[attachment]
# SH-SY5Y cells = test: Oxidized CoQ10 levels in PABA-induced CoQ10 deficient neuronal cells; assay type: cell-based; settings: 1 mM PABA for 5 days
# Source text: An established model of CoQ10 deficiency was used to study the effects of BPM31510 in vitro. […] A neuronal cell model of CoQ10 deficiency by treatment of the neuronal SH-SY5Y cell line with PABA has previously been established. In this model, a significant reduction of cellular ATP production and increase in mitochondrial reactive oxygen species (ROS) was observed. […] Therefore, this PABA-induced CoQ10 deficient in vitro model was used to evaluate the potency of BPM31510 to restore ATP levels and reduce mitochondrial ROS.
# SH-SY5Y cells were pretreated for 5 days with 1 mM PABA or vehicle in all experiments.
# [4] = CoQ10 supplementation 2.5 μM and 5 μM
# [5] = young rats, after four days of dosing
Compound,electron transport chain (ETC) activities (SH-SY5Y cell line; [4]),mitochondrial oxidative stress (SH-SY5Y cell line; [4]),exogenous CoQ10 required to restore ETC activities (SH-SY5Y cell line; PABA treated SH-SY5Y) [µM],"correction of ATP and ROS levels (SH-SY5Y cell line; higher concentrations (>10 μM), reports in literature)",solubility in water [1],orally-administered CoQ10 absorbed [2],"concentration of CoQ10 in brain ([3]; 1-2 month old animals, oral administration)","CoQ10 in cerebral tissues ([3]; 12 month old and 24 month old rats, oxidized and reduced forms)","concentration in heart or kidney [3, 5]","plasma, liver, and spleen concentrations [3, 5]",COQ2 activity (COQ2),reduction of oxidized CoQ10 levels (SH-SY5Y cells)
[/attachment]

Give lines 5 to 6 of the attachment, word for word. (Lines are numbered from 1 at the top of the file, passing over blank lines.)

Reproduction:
# [5] = young rats, after four days of dosing
Compound,electron transport chain (ETC) activities (SH-SY5Y cell line; [4]),mitochondrial oxidative stress (SH-SY5Y cell line; [4]),exogenous CoQ10 required to restore ETC activities (SH-SY5Y cell line; PABA treated SH-SY5Y) [µM],"correction of ATP and ROS levels (SH-SY5Y cell line; higher concentrations (>10 μM), reports in literature)",solubility in water [1],orally-administered CoQ10 absorbed [2],"concentration of CoQ10 in brain ([3]; 1-2 month old animals, oral administration)","CoQ10 in cerebral tissues ([3]; 12 month old and 24 month old rats, oxidized and reduced forms)","concentration in heart or kidney [3, 5]","plasma, liver, and spleen concentrations [3, 5]",COQ2 activity (COQ2),reduction of oxidized CoQ10 levels (SH-SY5Y cells)